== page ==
San Diego

MTS Addresses Complaint of Homeless Defecating in Trolleys

During rare occasions when someone defecates on the trolley, MTS officials say they take the car out of service for a special cleaning

The public's concern over the possible spread of Hepatitis A has fueled a closer look into a not so pleasant question: Are homeless people using trolley cars as bathrooms?

In a letter Friday, Metropolitan Transit System CEO, Paul Jablonski, addressed allegations of commonplace defecating and urinating by homeless individuals inside Trolley Cars as false, calling the instances "extremely rare."

The letter was in response to another letter, one day earlier, from the law firm of Michael Aguirre, a former San Diego City Attorney now in private practice.

Aguirre's firm is legal counsel for the Public Transit Employees Association (PTEA) which represents trolley operators and mechanics.

The complaint came from a trolley operator, according to Aguirre's partner, Maria Severson. She talked about the issue being a habit among certain members of the downtown homeless population.

In their letter to MTS, they refer to homeless riders laying out newspapers and defecating inside the trolley cars during the early morning hours.

NBC 7 spoke with homeless men and women along the 17th Street, in a downtown neighborhood east of Petco Park. Complaints have soared about a lack of available bathrooms in this area.

Darlene Carmack, who has been homeless for the past seven years, said people often use buckets and bags behind bushes and cars, but not trolleys.

"We don't mess up the trolley 'cause we have to ride, our children, our dogs have to ride it," Carmack explained.

Jia Lawton, who is also homeless, said they often dispose of human waste by throwing it down storm drains. She also had never heard of people using trolleys as restrooms.

But homeless advocate David Ross, better known as "The Water Man," because of the water bottles he brings to the neighborhood every day for the past 20 years, said it's something he has witnessed firsthand.

"They'll go defecate anywhere they can," Ross said. He believes that includes the trolleys.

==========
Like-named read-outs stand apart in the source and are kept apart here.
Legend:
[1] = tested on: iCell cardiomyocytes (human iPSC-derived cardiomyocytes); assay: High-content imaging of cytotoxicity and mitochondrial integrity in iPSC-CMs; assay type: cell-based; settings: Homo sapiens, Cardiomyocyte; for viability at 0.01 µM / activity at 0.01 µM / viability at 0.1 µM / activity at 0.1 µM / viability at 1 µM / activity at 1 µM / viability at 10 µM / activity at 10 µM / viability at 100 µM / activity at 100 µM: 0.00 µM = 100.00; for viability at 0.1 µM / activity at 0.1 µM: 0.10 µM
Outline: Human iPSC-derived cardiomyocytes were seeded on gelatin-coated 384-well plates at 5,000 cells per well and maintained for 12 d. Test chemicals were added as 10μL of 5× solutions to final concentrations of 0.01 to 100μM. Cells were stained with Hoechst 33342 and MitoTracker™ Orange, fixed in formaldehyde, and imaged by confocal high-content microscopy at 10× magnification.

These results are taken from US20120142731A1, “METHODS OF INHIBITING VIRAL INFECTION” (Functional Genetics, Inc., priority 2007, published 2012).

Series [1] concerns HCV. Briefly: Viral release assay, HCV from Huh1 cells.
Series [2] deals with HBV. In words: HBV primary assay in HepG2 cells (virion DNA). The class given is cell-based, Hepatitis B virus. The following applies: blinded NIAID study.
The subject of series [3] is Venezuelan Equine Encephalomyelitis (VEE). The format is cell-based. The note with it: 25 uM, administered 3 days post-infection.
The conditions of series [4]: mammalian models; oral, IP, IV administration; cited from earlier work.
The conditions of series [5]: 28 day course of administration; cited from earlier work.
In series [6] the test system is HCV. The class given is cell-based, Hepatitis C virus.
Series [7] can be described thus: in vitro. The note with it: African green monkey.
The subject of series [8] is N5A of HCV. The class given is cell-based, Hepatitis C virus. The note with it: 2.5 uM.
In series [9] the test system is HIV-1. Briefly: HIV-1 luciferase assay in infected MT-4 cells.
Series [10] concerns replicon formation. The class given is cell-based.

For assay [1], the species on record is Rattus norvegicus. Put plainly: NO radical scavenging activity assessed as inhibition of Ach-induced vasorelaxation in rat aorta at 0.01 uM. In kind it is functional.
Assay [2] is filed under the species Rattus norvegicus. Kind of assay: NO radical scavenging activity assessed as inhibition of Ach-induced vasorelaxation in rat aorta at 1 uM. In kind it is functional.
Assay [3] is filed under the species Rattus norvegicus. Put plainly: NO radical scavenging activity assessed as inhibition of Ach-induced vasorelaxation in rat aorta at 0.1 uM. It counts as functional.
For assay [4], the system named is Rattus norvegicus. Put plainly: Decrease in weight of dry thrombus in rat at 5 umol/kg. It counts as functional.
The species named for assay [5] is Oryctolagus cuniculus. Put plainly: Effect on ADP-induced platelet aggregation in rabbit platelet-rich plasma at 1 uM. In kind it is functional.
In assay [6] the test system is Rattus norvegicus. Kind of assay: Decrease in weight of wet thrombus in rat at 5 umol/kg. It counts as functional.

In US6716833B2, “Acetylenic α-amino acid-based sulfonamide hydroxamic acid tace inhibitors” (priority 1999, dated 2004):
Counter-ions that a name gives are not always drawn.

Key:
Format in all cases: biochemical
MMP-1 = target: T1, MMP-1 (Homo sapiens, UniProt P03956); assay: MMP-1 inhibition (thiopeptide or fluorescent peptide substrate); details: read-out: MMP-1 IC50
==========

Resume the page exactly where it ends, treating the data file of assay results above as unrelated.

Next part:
Ross said the problem was aggravated a few years ago when the city removed the portable restrooms he set up near 17th street.

Daily riders of the trolley each shared their unique experiences regarding the homeless with NBC 7.

Lawrence Holt, of Santee, has never seen anyone go to the bathroom on a trolley and said he'd make it a point to say something if he did.

Another daily rider, Greg Brahnm, now refuses to sit in the rear of the trolley because he said that is where the homeless may sleep, urinate and defecate.

"People keep pressing the button on the trolley with their hands," Brahnm said. "I use my elbow--I don't touch anything on the trolley 'cause it's so contaminated, I believe."

In the response to Aguirre and Severson, MTS laid out several steps they've taken to keep passengers and employees safe amid the Hepatitis A outbreak. That includes enhanced cleaning procedures, extra security and free vaccinations for all employees.

Severson said their letter to MTS was merely a concern and no legal action is pending. 

MTS spokesperson Rob Schupp told NBC 7, "There is absolutely no truth to Mr. Aguirre's assertions. The issue raised by Mr. Aguirre is not commonplace."

If they find someone has used the trolley as a restroom on a rare occasion, they take the car out of service and it receives special cleaning, according to Schupp.

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